Make us your home page

New scrutiny at reinstating 'similarity ordinance' for housing

A modular home on Frigate Bird Avenue neighbors a traditional home in the Royal Highlands area in northwest Hernando.


A modular home on Frigate Bird Avenue neighbors a traditional home in the Royal Highlands area in northwest Hernando.

BROOKSVILLE — When Susan Brignola built her three-bedroom, three-bath home in the undeveloped reaches of Royal Highlands in 2005, she knew there would be some trade-offs.

The area in northwest Hernando County lacks paved roads, central water and sewer, but she figured she was protected in her investment by county rules requiring that everything built around her be aesthetically similar to her home.

Late last year, she was shocked when, just a few blocks away, someone began installing a prefabricated home with the look of a classic mobile home installed on piers.

Brignola questioned why the county's ordinance — which required a minimum square footage, a roof with a required pitch, a standard foundation and an attached garage, among other features — was not equally applied to the new house in the neighborhood.

She was surprised to learn that, since she built her house, the County Commission had repealed the so-called similarity ordinance, which ensured that homes in residential neighborhoods had a like appearance.

"We went through all the regulations imposed by the county,'' Brignola said. "Then by a whim . . . the regulations are gone.''

Concerned that property values would fall in a community of site-built and prebuilt homes, Brignola swung into action, contacting neighbors and collecting signatures on a petition. She and some of her neighbors are now asking the Commission to resurrect the similarity ordinance or write a new one that can accomplish the same goal.

The county has to fix what it has broken, she argues. Not acting is a violation of the commitment made to anyone who built a home in a residentially zoned area of the county between 2000, when the similarity ordinance was enacted, and 2010, when it was repealed.

"We purchased land here and built a permanent residence with the understanding that there would be stability in the neighborhood,'' Brignola said. "That has been taken away.''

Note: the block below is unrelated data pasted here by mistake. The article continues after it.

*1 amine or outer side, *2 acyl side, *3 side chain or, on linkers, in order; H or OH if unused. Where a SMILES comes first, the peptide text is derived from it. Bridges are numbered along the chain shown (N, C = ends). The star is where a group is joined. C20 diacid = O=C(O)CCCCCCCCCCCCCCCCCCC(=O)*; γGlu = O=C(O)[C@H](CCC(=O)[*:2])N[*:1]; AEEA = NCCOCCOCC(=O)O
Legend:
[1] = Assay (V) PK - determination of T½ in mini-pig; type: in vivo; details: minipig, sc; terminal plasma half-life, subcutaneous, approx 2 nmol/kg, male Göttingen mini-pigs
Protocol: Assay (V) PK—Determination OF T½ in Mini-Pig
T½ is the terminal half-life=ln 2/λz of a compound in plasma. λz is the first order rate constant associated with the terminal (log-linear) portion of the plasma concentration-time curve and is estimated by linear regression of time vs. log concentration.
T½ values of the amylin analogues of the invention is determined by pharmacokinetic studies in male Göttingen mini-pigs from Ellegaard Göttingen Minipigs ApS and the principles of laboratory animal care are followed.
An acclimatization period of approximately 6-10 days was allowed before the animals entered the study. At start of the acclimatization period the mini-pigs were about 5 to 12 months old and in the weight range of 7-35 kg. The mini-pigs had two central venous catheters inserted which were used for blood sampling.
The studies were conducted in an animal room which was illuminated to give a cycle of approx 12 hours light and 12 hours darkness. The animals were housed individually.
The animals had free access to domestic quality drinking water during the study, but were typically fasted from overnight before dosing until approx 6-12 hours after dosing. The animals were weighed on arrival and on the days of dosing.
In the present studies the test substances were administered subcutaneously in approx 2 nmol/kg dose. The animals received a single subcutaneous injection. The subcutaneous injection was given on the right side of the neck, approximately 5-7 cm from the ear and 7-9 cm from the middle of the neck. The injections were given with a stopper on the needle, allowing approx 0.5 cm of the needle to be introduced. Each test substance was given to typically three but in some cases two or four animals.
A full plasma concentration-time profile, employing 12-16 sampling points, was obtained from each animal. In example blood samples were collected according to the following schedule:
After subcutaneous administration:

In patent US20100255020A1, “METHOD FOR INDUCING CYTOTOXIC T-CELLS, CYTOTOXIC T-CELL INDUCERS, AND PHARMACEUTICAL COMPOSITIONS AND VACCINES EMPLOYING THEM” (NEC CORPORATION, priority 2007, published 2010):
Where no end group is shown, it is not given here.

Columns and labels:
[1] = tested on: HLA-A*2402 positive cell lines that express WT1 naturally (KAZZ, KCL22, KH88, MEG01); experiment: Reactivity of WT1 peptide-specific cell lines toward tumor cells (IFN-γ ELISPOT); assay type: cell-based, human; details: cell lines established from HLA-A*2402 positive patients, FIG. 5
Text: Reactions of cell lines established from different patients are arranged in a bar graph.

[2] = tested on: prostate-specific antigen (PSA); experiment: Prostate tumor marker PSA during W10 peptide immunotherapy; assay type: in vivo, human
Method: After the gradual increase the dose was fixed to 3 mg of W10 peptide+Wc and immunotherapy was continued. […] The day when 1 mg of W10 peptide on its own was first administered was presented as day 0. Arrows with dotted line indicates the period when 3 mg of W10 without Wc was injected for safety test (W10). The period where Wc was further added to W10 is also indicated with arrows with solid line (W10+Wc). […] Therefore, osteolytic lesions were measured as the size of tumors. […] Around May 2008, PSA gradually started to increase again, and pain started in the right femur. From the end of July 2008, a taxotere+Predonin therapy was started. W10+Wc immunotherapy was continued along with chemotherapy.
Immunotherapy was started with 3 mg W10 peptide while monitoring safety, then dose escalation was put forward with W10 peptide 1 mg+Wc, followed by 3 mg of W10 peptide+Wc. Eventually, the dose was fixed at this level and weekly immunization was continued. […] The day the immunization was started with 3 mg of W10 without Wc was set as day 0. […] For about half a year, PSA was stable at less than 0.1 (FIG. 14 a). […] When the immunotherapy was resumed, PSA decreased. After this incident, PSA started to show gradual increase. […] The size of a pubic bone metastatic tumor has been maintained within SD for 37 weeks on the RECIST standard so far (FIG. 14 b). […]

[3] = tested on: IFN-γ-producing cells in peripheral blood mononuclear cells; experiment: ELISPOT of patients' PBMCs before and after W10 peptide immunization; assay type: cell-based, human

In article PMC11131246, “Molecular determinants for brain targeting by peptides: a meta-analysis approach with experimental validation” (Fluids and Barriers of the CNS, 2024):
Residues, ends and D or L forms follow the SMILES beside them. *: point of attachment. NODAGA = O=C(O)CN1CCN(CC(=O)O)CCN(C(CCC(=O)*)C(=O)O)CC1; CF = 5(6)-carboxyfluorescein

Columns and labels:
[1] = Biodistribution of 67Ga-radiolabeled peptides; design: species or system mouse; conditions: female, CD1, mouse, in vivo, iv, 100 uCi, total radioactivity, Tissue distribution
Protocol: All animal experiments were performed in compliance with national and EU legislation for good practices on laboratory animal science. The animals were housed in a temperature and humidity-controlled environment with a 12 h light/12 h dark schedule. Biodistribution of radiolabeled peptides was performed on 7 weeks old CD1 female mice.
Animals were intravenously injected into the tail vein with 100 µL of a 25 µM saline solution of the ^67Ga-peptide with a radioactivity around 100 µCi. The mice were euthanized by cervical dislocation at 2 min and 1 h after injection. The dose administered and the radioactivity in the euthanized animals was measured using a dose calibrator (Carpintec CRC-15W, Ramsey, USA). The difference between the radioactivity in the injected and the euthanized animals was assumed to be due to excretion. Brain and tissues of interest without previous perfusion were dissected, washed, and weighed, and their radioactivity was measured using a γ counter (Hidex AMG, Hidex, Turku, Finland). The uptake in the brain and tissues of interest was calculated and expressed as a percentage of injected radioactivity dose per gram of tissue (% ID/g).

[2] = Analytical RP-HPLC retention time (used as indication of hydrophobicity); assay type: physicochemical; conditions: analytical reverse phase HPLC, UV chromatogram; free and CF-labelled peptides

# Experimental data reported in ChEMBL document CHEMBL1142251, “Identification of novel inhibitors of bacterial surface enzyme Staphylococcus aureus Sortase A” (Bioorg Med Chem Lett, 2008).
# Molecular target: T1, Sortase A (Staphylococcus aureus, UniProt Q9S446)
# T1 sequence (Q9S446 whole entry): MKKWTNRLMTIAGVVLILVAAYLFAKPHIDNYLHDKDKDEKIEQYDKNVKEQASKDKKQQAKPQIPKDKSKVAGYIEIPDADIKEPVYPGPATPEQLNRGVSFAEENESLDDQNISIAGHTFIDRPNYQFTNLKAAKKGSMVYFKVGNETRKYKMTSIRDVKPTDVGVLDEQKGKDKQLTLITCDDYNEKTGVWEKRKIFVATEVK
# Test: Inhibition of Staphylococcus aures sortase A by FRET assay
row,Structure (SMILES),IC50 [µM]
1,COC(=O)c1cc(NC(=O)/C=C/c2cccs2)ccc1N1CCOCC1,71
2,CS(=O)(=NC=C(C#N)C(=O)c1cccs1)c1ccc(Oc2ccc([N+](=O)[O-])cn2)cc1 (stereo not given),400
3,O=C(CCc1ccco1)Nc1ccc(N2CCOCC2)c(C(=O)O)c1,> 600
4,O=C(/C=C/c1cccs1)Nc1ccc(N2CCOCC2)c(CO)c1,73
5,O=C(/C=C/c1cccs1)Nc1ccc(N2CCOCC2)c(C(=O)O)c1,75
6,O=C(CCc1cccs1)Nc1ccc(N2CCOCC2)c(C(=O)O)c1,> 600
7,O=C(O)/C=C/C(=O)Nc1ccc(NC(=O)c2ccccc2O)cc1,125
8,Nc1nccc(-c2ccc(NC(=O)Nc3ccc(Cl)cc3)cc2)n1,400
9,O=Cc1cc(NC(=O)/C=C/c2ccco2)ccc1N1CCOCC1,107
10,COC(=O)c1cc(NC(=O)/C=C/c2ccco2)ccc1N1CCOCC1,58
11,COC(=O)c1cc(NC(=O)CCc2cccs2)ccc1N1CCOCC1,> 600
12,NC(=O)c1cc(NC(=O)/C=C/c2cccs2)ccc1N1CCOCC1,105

• • •

Catherine Sangalang knows all about the similarity ordinance. To her, Brignola's arguments are deja vu.

Fourteen years ago, when she and her husband, James, bought a lot off Frigate Bird Avenue in Royal Highlands and installed a modular home on the site, neighbors began to drive by slowly to stare.

Then the TV news trucks showed up.

Neighbors in the sparsely populated area were aghast that anyone would invade their community of single-family, site-built homes with a mobile home.

"We couldn't afford a site-built home,'' Sangalang said. "It was a quick and an easy way in.''

Despite its appearance, the Sangalangs' home wasn't a mobile home. That would not have been allowed in the Royal Highlands residential zoning category. It was a manufactured home, which county officials said must be treated like a site-built home for permitting purposes.

Still, it didn't look like the other houses, and residents demanded that the county do something to protect their neighborhood and property values.

That sent Hernando County into a war with the modular home industry that lasted a year, and, for a time, the county banned modular homes from some neighborhoods.

In 2000, the commission approved the similarity ordinance as a compromise with the industry and to end the legal struggle.

The ordinance set two categories for reviewing a home. The first contained five criteria: construction type, foundation, roof pitch, living space and attached garage. If those were met, a permit could be issued immediately.

Homes that did not meet the criteria for Category 1 would fall to Category 2, in which a home must meet six of eight standards to gain a permit. The standards would compare the proposed house with the three closest to the site where it would be built.

For most of the decade that followed, county building department workers ensured that, as people sought their single-family home permits, their house plans met the criteria of the ordinance. Now and then, the staff would struggle with an unusual style, like a domed house or a log cabin.

As the decade wound to an end, the County Commission put to work a committee known as the Citizens Ordinance Advisory Team. The commission wanted the team to comb through the county's rules and weed out those no longer needed.

The committee looked at the similarity ordinance at the request of member John Mitten.

"Mr. Mitten stated that he brought this subject to the committee to help the building department save staff time and taxpayer dollars,'' according to the minutes of the COAT committee. "He stated that if the ordinance is not eliminated, it should be significantly revised to eliminate the need for staff to make site inspections.''

Committee member Bill Brannen "stated that he feels the ordinance has no place because it causes the building department to make deed restrictions where none exist,'' the minutes state.